In 1913, Henry Ford unveiled the world’s first moving assembly line and forever changed the way we work. Inspired by the brutal efficiency of Chicago’s meatpackers, Ford’s factories harnessed new technologies and more efficient ways of working to slash the time needed to manufacture a Model T from 12 hours to just 150 minutes, ushering in a new era of affordable personal transportation.
More than a century on, Ford’s ideas have been embraced not just by factories, but by operators in countless other industries. When you get your burger and fries at McDonald’s, the efficiency of the operation — with different parts of the task handled by the cashier, the fry-cook, the bagger and so forth — is a direct expression of Ford’s ideas. In other cases, people themselves move from one place to another: a ski lift, for instance, is little more than a conveyor belt for people, efficiently moving guests around the mountain to maximize the value operators can extract from a given slope.
But while businesses of all kinds have learned from Ford’s world-changing operational innovations, there are many other lessons that nonindustrial operators such as hotels, country clubs, restaurants and even retailers can learn from modern industrial facilities. Time hasn’t stood still since Ford’s day, and industrialists have found new ways to boost productivity and efficiency at their plants. With digital innovations transforming the industrial landscape, nonindustrial businesses now have a key opportunity to level up their operations by learning from factories and industrial plants.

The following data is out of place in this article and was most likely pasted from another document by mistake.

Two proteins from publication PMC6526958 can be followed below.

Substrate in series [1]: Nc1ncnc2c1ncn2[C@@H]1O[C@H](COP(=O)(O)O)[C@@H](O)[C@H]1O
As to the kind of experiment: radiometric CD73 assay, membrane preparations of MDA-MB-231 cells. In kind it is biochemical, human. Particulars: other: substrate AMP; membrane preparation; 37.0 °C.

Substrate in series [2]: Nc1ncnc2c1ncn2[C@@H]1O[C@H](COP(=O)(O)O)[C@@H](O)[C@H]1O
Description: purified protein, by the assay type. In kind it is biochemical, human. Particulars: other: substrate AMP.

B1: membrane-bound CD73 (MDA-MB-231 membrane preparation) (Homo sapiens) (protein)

Lessons from Industry 4.0
Central to that opportunity is the Industry 4.0 revolution, which has seen manufacturers and plant operators use digital technologies to create smarter, more interconnected workplaces. Using Internet of Things technologies, plant operators create digital virtual twins of every asset in their facility — from heavy machinery to mobile devices — and optimize operations in real time using advanced mobile software solutions.
That’s especially powerful when it comes to preventive maintenance. With the right digital tools, front-line teams can more easily access information about the work that needs doing, update jobs that are completed and ensure that equipment is kept in full working order. By enabling reliable task-tracking and better communication flows between managers and front-line workers, Industry 4.0 technologies can also help improve quality control, information sharing, productivity and many other aspects of the way an industrial facility is run.
Unsurprisingly, digitization is having a big impact on factory output and profitability. A recent BCG study found that Industry 4.0 technologies can increase productivity by up to 30%, driving a 6% increase in manufacturing employment. And there’s no reason those gains exclusively accrue to industrial players. Just as Ford’s assembly lines changed the way we run restaurants and resorts, so too advances in digitized manufacturing can filter through to deliver productivity gains for businesses of all kinds.
Connectivity Is King